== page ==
Trans youth may express the same drive for romantic attachment as their adolescent peers, but their path to connection is far more fraught than their cisgender colleagues. So says new research originating right here in Ohio.
Researchers at Akron Children’s Hospital interviewed 30 transgender, gender diverse, and gender nonconforming (TGNC) adolescents who were receiving care in their Center for Gender-Affirming Medicine for transgender and LGBTQ+ youth. Respondents–age 15 and older–revealed that both parents’ heightened caution for their safety as well as transphobia in society changes how they pursue dating.
“We know that many people start exploring romantic relationships in adolescence, and transgender and gender nonconforming youth are no different,” Dr. Adrian C. Araya, a pediatric endocrinologist told Healio. “Our participants told us that they experience some challenges in romantic relationships that are different from their cisgender peers.”
Respondents told the researchers that they experience relationships as early as 13-years-old and that most of these romantic relationships were physically nonsexual. Some of these relationships were unsurprisingly online, given that respondents shared that they encountered a limited dating pool in their geographic area. Some participants who were not using dating applications to find partners expressed the desire to use them in the future but with hesitancy due to concerns about unsolicited nude photographs and being stood up.
Further, respondents revealed that transphobia plays a role in their dating, revealing that they perceive or have experienced transphobia within the LGBTQ+ community. This transphobia impacts the approach that transgender adolescents take toward romance and influences decisions of identity disclosure. When reaching the decision point to disclose their identity to their romantic partner, respondents shared that timing of the disclosure was felt to be appropriate either early in the relationship or later after a high likelihood of a relationship was established.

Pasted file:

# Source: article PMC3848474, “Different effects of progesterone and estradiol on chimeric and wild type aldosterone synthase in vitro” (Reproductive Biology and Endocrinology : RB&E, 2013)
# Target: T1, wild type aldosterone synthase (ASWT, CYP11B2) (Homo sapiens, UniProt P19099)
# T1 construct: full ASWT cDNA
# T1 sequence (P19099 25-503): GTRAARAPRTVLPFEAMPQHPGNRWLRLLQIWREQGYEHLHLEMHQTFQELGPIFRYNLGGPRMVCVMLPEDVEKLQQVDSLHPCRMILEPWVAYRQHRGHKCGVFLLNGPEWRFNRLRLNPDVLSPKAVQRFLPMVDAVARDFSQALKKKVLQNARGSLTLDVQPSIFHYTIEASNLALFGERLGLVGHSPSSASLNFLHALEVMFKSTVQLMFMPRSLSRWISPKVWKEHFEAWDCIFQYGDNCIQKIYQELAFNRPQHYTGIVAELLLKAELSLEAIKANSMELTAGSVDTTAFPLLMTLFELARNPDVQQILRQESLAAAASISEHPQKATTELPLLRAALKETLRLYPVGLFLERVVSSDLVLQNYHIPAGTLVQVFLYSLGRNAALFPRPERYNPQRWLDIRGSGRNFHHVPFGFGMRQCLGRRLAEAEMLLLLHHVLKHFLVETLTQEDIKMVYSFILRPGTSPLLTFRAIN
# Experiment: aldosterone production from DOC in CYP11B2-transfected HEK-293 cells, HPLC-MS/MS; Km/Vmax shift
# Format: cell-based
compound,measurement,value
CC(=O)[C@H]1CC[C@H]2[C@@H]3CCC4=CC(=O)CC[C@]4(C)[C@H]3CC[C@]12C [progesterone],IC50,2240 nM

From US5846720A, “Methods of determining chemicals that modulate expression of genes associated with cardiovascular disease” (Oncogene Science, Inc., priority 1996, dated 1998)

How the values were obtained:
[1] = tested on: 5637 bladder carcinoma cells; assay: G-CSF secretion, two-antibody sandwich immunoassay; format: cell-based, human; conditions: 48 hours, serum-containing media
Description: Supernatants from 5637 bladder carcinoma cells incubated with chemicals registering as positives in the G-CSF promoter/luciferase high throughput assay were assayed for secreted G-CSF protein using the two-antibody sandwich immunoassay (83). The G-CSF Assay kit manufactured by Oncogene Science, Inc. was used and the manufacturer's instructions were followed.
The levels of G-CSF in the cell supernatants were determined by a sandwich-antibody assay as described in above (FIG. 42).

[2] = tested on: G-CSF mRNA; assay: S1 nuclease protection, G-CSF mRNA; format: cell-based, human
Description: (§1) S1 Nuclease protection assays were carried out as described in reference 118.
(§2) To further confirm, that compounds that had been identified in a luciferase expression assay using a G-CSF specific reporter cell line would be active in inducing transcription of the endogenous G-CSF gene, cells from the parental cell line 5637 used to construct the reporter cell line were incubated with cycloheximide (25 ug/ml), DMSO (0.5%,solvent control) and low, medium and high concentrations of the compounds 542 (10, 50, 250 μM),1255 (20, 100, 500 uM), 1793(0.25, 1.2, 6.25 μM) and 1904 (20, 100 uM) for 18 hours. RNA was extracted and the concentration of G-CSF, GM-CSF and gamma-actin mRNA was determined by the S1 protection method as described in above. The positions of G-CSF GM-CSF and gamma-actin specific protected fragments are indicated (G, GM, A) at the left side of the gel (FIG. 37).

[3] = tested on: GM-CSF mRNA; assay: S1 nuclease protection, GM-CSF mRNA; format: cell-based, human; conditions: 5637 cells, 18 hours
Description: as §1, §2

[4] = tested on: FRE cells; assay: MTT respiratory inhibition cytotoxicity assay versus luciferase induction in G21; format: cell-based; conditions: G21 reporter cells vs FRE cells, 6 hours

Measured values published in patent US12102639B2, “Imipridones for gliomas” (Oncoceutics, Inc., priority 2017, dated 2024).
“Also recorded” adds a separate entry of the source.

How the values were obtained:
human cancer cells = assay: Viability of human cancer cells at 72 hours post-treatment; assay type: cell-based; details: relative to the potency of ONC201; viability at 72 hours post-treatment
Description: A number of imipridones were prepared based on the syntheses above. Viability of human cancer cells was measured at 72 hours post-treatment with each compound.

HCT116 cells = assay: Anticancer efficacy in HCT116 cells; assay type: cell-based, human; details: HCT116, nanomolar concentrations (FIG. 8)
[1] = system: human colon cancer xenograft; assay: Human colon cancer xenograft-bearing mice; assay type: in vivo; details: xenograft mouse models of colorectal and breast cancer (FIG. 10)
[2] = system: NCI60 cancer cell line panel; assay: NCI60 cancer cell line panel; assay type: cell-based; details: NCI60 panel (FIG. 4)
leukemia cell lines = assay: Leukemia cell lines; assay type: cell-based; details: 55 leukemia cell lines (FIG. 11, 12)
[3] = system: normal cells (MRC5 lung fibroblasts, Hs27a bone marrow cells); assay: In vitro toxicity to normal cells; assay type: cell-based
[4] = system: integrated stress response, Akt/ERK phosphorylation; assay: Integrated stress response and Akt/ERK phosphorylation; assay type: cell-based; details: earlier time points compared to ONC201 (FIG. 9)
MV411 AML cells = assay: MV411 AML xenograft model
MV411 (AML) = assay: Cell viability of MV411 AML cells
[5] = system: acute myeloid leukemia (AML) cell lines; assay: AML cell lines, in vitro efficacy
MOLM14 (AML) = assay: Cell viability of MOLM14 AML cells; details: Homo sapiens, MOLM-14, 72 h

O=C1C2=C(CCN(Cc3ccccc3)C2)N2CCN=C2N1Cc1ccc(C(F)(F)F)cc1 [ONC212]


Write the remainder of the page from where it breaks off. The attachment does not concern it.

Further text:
The research also pointed to the benefits of gender-affirming hormone therapy:
Participants described an overall positive effect of gender-affirming hormone therapy on romantic health. Transmasculine participants largely described an increase in confidence and assertiveness after starting testosterone therapy that had positively affected their health and relationships. Transmasculine participants also described undesired feelings of difficulty controlling anger and feeling emotionally closed off. Transfeminine participants described feelings of comfort within a relationship or with themselves after having started estrogen therapy.
“Being in a relationship is developmentally normal for any young person, and the same is true for TGNC youth,” Araya said. “We know that being in a healthy relationship as a young person can lead to healthy relationships in adulthood as well as improved mental and physical health. For TGNC youth specifically, romantic partners can be an important source of love and support when going through transition.”
- Straight from the research: “Providers should be cognizant of this to provide individualized care and avoid making assumptions potentially detrimental to the patient-provider relationship. Providers should also be screening for the safety of these teenagers because abusive relationships can occur at an early age.”